This is the documentation for the latest (main) development branch of Zephyr. If you are looking for the documentation of previous releases, use the drop-down menu on the left and select the desired version.

LE Host

The Bluetooth Host implements all the higher-level protocols and profiles, and most importantly, provides a high-level API for applications. The following diagram depicts the main protocol & profile layers of the host.

Bluetooth Host protocol & profile layers

Bluetooth Host protocol & profile layers.

Lowest down in the host stack sits a so-called HCI driver, which is responsible for abstracting away the details of the HCI transport. It provides a basic API for delivering data from the controller to the host, and vice-versa.

Perhaps the most important block above the HCI handling is the Generic Access Profile (GAP). GAP simplifies Bluetooth LE access by defining four distinct roles of BLE usage:

  • Connection-oriented roles

    • Peripheral (e.g. a smart sensor, often with a limited user interface)

    • Central (typically a mobile phone or a PC)

  • Connection-less roles

    • Broadcaster (sending out BLE advertisements, e.g. a smart beacon)

    • Observer (scanning for BLE advertisements)

Each role comes with its own build-time configuration option: CONFIG_BT_PERIPHERAL, CONFIG_BT_CENTRAL, CONFIG_BT_BROADCASTER & CONFIG_BT_OBSERVER. Of the connection-oriented roles central implicitly enables observer role, and peripheral implicitly enables broadcaster role. Usually the first step when creating an application is to decide which roles are needed and go from there. Bluetooth Mesh is a slightly special case, requiring at least the observer and broadcaster roles, and possibly also the Peripheral role. This will be described in more detail in a later section.

Peripheral role

Most Zephyr-based BLE devices will most likely be peripheral-role devices. This means that they perform connectable advertising and expose one or more GATT services. After registering services using the bt_gatt_service_register() API the application will typically start connectable advertising using the bt_le_adv_start() API.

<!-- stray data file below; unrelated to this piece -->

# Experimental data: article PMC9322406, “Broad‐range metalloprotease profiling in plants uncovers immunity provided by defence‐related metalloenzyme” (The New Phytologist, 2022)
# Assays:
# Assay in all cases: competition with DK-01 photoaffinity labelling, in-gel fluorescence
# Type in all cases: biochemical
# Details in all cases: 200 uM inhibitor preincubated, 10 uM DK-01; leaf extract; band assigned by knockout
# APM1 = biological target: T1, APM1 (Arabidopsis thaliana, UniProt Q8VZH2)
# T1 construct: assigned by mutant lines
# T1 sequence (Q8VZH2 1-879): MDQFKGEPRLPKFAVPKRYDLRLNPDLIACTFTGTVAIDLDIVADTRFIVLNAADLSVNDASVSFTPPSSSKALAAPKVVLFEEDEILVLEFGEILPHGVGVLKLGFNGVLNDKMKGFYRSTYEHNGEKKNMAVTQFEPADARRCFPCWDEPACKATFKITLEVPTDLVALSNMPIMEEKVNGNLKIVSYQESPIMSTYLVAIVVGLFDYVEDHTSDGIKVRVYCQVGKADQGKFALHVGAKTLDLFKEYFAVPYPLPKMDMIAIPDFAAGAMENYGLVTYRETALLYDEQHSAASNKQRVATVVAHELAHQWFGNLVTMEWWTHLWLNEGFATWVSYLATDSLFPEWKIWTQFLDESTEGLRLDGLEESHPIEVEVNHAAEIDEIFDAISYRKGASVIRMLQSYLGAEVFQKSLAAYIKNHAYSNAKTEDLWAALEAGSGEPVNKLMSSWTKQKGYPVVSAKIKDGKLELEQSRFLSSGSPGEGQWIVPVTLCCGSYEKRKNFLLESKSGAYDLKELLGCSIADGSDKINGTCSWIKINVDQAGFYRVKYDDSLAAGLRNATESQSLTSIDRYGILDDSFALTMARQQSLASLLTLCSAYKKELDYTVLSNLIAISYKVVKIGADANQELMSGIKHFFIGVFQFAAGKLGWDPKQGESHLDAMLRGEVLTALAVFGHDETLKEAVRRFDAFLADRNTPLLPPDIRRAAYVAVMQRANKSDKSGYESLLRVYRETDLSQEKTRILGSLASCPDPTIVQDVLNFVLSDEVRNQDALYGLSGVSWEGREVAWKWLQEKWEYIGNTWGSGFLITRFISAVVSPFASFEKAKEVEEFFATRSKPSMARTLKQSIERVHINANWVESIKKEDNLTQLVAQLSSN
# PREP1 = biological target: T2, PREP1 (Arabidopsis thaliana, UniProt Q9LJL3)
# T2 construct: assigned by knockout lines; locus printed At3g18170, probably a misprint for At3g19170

There are several peripheral sample applications available in the tree, such as samples/bluetooth/peripheral_hr.

Central role

Central role may not be as common for Zephyr-based devices as peripheral role, but it is still a plausible one and equally well supported in Zephyr. Rather than accepting connections from other devices a central role device will scan for available peripheral device and choose one to connect to. Once connected, a central will typically act as a GATT client, first performing discovery of available services and then accessing one or more supported services.

To initially discover a device to connect to the application will likely use the bt_le_scan_start() API, wait for an appropriate device to be found (using the scan callback), stop scanning using bt_le_scan_stop() and then connect to the device using bt_conn_le_create(). If the central wants to keep automatically reconnecting to the peripheral it should use the bt_le_set_auto_conn() API.

There are some sample applications for the central role available in the tree, such as samples/bluetooth/central_hr.

Observer role

An observer role device will use the bt_le_scan_start() API to scan for device, but it will not connect to any of them. Instead it will simply utilize the advertising data of found devices, combining it optionally with the received signal strength (RSSI).

Broadcaster role

A broadcaster role device will use the bt_le_adv_start() API to advertise specific advertising data, but the type of advertising will be non-connectable, i.e. other device will not be able to connect to it.


Connection handling and the related APIs can be found in the Connection Management section.


To achieve a secure relationship between two Bluetooth devices a process called pairing is used. This process can either be triggered implicitly through the security properties of GATT services, or explicitly using the bt_conn_security() API on a connection object.

To achieve a higher security level, and protect against Man-In-The-Middle (MITM) attacks, it is recommended to use some out-of-band channel during the pairing. If the devices have a sufficient user interface this “channel” is the user itself. The capabilities of the device are registered using the bt_conn_auth_cb_register() API. The bt_conn_auth_cb struct that’s passed to this API has a set of optional callbacks that can be used during the pairing - if the device lacks some feature the corresponding callback may be set to NULL. For example, if the device does not have an input method but does have a display, the passkey_entry and passkey_confirm callbacks would be set to NULL, but the passkey_display would be set to a callback capable of displaying a passkey to the user.